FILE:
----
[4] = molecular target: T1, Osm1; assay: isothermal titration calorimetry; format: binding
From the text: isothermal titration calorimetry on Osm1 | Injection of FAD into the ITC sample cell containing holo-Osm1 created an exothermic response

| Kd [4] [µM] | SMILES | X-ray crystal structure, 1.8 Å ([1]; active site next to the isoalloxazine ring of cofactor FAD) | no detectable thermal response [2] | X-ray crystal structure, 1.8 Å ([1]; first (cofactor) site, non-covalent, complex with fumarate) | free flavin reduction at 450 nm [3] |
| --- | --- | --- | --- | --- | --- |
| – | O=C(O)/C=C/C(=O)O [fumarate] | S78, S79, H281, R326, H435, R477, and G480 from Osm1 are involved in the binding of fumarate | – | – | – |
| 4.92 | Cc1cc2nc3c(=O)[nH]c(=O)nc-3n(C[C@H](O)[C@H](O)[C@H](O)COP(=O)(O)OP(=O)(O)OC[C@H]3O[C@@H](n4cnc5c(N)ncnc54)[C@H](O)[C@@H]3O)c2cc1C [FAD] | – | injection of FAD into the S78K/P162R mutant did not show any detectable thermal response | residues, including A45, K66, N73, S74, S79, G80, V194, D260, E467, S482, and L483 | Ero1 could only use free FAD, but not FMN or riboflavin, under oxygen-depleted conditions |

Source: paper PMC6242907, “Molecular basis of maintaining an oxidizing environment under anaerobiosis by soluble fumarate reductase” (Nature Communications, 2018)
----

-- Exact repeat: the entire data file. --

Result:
[4] = molecular target: T1, Osm1; assay: isothermal titration calorimetry; format: binding
From the text: isothermal titration calorimetry on Osm1 | Injection of FAD into the ITC sample cell containing holo-Osm1 created an exothermic response

| Kd [4] [µM] | SMILES | X-ray crystal structure, 1.8 Å ([1]; active site next to the isoalloxazine ring of cofactor FAD) | no detectable thermal response [2] | X-ray crystal structure, 1.8 Å ([1]; first (cofactor) site, non-covalent, complex with fumarate) | free flavin reduction at 450 nm [3] |
| --- | --- | --- | --- | --- | --- |
| – | O=C(O)/C=C/C(=O)O [fumarate] | S78, S79, H281, R326, H435, R477, and G480 from Osm1 are involved in the binding of fumarate | – | – | – |
| 4.92 | Cc1cc2nc3c(=O)[nH]c(=O)nc-3n(C[C@H](O)[C@H](O)[C@H](O)COP(=O)(O)OP(=O)(O)OC[C@H]3O[C@@H](n4cnc5c(N)ncnc54)[C@H](O)[C@@H]3O)c2cc1C [FAD] | – | injection of FAD into the S78K/P162R mutant did not show any detectable thermal response | residues, including A45, K66, N73, S74, S79, G80, V194, D260, E467, S482, and L483 | Ero1 could only use free FAD, but not FMN or riboflavin, under oxygen-depleted conditions |

Source: paper PMC6242907, “Molecular basis of maintaining an oxidizing environment under anaerobiosis by soluble fumarate reductase” (Nature Communications, 2018)